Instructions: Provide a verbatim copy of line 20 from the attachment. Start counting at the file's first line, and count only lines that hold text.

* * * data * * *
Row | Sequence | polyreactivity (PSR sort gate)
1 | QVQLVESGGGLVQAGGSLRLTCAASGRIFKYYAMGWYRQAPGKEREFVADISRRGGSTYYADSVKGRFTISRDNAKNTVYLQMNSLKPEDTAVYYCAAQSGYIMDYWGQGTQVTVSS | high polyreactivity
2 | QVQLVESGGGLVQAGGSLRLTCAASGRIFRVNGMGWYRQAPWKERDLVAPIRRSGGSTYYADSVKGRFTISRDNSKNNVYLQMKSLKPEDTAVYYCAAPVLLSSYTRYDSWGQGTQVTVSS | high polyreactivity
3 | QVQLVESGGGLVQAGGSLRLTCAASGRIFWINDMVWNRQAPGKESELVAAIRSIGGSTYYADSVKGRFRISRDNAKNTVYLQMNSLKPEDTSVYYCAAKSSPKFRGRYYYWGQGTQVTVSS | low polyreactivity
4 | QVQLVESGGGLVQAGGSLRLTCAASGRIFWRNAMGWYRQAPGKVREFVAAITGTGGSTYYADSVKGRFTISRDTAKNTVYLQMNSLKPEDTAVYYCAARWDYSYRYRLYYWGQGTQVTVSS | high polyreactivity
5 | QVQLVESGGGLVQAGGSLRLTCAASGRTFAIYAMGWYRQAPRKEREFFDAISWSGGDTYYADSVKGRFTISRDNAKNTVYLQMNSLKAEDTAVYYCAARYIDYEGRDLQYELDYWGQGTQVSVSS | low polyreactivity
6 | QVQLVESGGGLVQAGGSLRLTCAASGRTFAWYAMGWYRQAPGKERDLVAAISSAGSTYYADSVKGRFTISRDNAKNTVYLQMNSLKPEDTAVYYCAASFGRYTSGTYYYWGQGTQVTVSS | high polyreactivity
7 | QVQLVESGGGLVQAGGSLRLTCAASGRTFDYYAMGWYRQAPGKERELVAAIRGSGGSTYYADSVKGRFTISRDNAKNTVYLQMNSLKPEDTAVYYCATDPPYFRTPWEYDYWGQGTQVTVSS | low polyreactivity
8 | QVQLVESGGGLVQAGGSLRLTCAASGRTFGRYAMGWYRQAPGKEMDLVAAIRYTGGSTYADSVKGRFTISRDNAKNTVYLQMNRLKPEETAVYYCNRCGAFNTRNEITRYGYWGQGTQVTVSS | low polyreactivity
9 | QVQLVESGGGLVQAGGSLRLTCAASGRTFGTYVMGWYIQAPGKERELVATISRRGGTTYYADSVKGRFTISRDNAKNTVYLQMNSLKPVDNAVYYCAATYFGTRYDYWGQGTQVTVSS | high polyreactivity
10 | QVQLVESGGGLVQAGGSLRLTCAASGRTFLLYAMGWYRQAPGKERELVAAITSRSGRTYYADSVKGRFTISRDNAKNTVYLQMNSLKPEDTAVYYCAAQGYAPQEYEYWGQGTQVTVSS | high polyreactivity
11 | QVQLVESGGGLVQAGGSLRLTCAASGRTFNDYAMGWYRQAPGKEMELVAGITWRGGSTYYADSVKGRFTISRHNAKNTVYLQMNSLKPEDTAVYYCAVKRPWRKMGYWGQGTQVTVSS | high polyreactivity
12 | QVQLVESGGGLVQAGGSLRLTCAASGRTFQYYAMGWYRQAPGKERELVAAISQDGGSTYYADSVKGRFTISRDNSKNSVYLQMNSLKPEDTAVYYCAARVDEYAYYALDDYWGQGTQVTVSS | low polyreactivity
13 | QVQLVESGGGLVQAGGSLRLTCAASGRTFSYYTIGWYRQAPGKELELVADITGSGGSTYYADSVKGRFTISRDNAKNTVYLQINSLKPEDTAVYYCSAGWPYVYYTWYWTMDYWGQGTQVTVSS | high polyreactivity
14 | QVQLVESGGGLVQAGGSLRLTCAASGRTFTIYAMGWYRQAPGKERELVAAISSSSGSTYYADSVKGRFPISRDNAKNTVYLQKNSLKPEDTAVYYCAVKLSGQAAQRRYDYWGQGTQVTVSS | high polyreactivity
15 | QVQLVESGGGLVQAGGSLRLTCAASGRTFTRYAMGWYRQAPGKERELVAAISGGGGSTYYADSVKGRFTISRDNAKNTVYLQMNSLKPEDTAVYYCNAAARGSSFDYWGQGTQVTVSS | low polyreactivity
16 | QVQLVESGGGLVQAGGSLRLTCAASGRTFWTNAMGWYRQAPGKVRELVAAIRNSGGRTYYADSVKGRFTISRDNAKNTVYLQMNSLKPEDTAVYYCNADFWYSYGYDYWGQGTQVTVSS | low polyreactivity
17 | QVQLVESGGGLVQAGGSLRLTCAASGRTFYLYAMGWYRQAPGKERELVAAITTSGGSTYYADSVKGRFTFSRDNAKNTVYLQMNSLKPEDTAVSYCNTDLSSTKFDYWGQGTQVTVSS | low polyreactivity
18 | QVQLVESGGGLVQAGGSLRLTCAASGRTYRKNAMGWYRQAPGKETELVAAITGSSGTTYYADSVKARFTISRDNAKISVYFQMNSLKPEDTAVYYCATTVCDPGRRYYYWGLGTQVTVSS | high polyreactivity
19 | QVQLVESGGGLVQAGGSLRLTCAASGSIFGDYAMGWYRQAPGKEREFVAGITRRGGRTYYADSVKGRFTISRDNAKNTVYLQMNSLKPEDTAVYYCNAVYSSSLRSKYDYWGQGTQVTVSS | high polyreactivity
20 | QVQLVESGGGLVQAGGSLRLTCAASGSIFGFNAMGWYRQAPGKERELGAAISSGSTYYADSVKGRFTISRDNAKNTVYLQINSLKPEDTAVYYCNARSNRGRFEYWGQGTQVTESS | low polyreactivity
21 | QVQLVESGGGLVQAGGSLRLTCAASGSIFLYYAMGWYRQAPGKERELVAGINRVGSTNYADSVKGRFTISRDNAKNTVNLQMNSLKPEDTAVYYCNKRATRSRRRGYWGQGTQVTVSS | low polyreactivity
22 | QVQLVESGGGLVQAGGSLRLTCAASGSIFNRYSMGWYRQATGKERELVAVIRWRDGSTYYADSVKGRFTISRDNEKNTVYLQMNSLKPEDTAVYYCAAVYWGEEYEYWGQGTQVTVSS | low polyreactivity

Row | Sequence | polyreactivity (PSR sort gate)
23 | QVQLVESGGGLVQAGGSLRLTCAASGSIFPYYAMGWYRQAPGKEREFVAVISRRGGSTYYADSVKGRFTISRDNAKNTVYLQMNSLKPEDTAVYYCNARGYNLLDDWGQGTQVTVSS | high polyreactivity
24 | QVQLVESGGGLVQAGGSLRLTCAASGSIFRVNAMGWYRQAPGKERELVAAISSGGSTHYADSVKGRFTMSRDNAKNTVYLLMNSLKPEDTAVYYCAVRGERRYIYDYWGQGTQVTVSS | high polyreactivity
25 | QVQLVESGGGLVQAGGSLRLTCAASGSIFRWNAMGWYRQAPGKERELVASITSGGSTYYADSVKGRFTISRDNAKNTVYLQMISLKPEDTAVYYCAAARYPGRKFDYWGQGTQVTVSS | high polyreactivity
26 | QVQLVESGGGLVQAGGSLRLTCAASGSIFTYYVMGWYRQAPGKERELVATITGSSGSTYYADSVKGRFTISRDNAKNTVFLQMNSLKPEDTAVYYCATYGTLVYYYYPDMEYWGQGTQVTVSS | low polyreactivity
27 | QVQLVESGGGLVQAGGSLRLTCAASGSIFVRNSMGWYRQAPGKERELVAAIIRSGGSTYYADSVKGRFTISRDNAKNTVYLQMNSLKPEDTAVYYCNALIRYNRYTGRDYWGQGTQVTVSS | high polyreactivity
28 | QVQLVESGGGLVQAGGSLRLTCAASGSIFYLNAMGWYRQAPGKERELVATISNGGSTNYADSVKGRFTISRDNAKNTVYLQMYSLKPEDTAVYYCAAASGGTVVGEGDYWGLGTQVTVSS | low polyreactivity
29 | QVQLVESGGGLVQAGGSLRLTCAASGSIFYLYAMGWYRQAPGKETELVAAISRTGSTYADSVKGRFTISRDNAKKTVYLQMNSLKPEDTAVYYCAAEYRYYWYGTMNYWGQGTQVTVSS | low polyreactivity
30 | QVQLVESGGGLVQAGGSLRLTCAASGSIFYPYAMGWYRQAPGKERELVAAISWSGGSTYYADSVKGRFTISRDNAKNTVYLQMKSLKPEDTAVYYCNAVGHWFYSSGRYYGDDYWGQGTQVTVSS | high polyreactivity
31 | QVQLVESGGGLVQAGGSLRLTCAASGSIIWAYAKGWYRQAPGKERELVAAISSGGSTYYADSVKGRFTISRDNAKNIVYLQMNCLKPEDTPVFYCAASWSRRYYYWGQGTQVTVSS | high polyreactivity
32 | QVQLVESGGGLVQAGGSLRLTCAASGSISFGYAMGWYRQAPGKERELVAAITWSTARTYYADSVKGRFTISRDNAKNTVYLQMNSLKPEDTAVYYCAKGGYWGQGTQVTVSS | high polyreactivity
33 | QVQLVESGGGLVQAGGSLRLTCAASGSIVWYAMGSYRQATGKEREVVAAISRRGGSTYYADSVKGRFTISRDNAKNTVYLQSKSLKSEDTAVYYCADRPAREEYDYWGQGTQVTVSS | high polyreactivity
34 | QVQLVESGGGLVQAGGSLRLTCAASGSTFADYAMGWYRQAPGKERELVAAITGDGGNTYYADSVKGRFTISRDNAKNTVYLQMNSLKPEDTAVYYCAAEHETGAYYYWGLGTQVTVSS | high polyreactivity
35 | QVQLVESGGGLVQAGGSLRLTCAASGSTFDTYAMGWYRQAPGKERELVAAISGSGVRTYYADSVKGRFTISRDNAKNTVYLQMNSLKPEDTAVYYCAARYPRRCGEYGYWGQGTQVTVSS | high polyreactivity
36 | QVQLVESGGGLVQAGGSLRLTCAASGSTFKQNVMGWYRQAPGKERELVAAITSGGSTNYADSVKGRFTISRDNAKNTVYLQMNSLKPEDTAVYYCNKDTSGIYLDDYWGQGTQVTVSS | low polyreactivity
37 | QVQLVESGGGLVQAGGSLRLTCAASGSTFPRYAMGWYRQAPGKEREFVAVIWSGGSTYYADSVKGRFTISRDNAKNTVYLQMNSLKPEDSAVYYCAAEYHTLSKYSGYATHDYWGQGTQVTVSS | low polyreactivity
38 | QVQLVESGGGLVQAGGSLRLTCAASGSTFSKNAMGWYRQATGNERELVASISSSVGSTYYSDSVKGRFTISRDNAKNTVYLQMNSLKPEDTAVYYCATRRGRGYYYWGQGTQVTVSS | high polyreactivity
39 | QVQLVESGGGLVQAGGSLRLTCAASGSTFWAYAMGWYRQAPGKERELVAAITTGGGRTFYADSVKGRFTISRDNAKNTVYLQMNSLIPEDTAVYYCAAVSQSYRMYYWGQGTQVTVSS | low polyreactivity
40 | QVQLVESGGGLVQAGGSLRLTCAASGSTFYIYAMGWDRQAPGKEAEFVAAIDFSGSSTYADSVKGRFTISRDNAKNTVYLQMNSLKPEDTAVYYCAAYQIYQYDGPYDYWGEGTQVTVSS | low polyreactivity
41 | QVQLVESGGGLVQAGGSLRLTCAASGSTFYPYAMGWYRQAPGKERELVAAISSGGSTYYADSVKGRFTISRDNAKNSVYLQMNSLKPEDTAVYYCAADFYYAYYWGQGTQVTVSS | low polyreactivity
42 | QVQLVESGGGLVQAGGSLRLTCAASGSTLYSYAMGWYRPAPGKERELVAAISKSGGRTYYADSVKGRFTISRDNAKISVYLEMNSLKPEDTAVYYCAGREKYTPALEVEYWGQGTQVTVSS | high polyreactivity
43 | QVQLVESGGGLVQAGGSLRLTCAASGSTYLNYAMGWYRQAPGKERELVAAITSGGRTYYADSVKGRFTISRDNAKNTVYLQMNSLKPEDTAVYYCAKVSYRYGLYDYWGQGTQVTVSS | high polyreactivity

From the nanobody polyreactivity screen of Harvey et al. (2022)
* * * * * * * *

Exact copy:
19 | QVQLVESGGGLVQAGGSLRLTCAASGSIFGDYAMGWYRQAPGKEREFVAGITRRGGRTYYADSVKGRFTISRDNAKNTVYLQMNSLKPEDTAVYYCNAVYSSSLRSKYDYWGQGTQVTVSS | high polyreactivity